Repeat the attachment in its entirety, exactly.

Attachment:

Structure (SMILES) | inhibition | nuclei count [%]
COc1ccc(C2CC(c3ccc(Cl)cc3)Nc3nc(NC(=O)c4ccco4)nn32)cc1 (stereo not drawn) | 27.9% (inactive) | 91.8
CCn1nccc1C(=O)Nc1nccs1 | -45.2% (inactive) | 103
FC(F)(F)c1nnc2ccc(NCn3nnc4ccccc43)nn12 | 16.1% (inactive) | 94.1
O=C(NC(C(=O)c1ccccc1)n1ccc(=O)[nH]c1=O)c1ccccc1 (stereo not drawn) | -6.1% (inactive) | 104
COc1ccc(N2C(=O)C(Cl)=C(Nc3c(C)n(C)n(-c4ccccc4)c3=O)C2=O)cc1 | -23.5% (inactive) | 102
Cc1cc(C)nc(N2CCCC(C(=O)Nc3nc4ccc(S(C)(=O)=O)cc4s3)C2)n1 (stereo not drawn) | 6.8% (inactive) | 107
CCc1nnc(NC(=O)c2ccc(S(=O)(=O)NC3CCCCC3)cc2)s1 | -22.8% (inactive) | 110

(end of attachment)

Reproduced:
Structure (SMILES) | inhibition | nuclei count [%]
COc1ccc(C2CC(c3ccc(Cl)cc3)Nc3nc(NC(=O)c4ccco4)nn32)cc1 (stereo not drawn) | 27.9% (inactive) | 91.8
CCn1nccc1C(=O)Nc1nccs1 | -45.2% (inactive) | 103
FC(F)(F)c1nnc2ccc(NCn3nnc4ccccc43)nn12 | 16.1% (inactive) | 94.1
O=C(NC(C(=O)c1ccccc1)n1ccc(=O)[nH]c1=O)c1ccccc1 (stereo not drawn) | -6.1% (inactive) | 104
COc1ccc(N2C(=O)C(Cl)=C(Nc3c(C)n(C)n(-c4ccccc4)c3=O)C2=O)cc1 | -23.5% (inactive) | 102
Cc1cc(C)nc(N2CCCC(C(=O)Nc3nc4ccc(S(C)(=O)=O)cc4s3)C2)n1 (stereo not drawn) | 6.8% (inactive) | 107
CCc1nnc(NC(=O)c2ccc(S(=O)(=O)NC3CCCCC3)cc2)s1 | -22.8% (inactive) | 110